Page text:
10/05/2013 § 2 Comments
Ever since the first day I entered library school, in a distant era I refer to as “2011,” I knew I would top off my MLS with a practicum. Even when I found a student job in a library; even after I’d completed a couple of volunteer gigs and an internship; even after making myself the kind of library student who probably doesn’t, strictly speaking, need a practicum, I still knew I’d do one. And I would advise you to do likewise. Why? Because more practical experience is always better than less. Library school is great, but classes are no substitute for spending time in the trenches at a working library. However much experience I got, I knew I wanted more.
A practicum is, in a nutshell, an opportunity for a student to get some experience working in a library for academic credit. Not every library school encourages them — not every library school even offers them — but to my mind, every library student should do one. At a fundamental level, the practicum is a chance for you to put into practice everything that you’ve learned throughout your LIS education. If you’ve not managed to find much library work during your school career so far, it’s a vital opportunity to accrue some early experience, while also performing necessary work and making a first contribution to your community. It’s a perfect win-win scenario: the library gets some much-needed trained help, and the student gets some fresh insight and knowledge, and probably a nice reference.
The possibilities are endless, and can be tailored to your professional interests and strengths. Here are a few examples from my own cohort:
27/02/2013 § 13 Comments
As library students, we’re all aware of how deeply digital tools have transformed out field, but sometimes we forget that those same tools are impacting other fields as well, fields with which our own work may eventually intersect. In the academic world, scholars are pulling computational techniques into the traditionally low-tech humanities, and finding that it offers exciting new approaches to subjects like literature, classical studies, and history. That is to say, our users and patrons are thinking of new ways to engage with information, and wherever that’s happening, there’s a place for a librarian.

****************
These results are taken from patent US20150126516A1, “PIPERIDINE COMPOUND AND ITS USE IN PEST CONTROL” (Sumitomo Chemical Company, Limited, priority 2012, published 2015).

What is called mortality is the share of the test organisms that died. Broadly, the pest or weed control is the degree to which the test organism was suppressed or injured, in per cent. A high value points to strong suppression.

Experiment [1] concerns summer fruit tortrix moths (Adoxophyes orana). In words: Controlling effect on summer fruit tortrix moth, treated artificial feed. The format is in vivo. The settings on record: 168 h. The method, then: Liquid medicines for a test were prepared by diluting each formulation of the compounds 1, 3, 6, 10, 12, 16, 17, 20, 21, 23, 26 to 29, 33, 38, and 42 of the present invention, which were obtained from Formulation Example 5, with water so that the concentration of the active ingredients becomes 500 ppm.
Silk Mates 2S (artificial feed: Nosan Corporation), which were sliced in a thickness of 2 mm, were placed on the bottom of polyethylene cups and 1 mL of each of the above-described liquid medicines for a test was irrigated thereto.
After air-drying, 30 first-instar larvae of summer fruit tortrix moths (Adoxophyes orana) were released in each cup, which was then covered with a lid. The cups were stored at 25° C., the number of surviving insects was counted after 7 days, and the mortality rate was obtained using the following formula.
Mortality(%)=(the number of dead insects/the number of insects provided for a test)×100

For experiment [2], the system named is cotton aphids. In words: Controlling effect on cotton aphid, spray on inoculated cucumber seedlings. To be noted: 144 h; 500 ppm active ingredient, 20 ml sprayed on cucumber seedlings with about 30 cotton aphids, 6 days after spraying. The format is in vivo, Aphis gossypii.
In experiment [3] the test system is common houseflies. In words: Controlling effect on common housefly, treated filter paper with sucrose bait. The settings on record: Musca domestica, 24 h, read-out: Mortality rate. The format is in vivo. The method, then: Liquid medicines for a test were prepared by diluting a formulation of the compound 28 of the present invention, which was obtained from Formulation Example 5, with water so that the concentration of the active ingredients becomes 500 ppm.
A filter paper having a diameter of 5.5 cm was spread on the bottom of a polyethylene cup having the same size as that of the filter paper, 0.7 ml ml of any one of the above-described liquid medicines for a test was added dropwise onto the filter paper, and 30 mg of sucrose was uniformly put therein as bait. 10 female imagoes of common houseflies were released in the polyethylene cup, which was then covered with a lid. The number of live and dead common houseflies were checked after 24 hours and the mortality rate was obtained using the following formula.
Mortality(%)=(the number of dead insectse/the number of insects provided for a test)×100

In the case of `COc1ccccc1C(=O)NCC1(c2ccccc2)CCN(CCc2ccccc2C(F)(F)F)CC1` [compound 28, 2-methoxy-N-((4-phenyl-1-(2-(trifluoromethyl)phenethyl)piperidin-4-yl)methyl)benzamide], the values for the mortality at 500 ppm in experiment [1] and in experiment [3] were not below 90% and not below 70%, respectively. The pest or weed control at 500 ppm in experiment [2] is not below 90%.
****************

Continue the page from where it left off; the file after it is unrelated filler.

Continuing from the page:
Lindsay Skay Whitacre is a librarian at Boston College where she’s the go-to woman for scholars who want to start using these tools and techniques in their own work. She agreed to answer a few questions about her role at the BC library so that those of us who are considering a similar path can hack their library school experience accordingly.
25/10/2012 § 10 Comments
I recently started a new job. For the last year I’d been happily working at the circulation desk of a medical/academic library, and I was happy there. It was a comfortable spot: nice supervisors, nice work environment, and a job I knew inside out. But I’m aiming to work in digital collections, so when my library made some changes that brought a new emphasis to digital collections — including a new student worker position — I eagerly accepted when they offered me the spot.
I’ve been in this new job for a little over a month now, mostly writing metadata for a large digital collection of images. And if I were going to try to sum up that first month of work in a few words, they’d be:
02/10/2012 § 17 Comments
A few days ago, I stopped by the class of the freshly-minted new cohort of my program to say hello to them on behalf of a professional organization I work with, and to invite them to join and/or attend an upcoming event. It took all of ten minutes, no big deal. I got there a little early, and took the opportunity to spend a few minutes eavesdropping on a new variant of a class I was in this time last year. It’s a standard sort of foundational course about understanding patron groups and their needs, information seeking behavior, that kind of thing. And it’s always interesting to see how a different teacher would teach the same class. But this was more than a difference of teaching style — this seemed to be a totally different course.
13/08/2012 § 16 Comments
Librarians are, as a profession, exceedingly generous toward their newest members. I expect most of us have had at least a few great interactions with professional librarians who have given us their time and attention for interviews, given us professional advice, written us references and recommendations, and generally been on the lookout for the students and early-career librarians around them. So far, every librarian I’ve asked for help has made time for me, and I always come away from those experiences feeling grateful and astonished at how willing librarians are to help even a lowly library school student.
But just as we all come across these instances of personal generosity, I expect we’ve all probably had to contend with the other side of that coin as well: librarians can be awfully negative. And often that negativity ends up aimed right at us, the library students. From generalized rants about how the schools are producing too many of us, to complaints about all the ways in which our educations fall short, to comments about our own foolishness for wanting to join the profession, I don’t personally know any library student who hasn’t gotten a dose of negativity from a librarian at least once.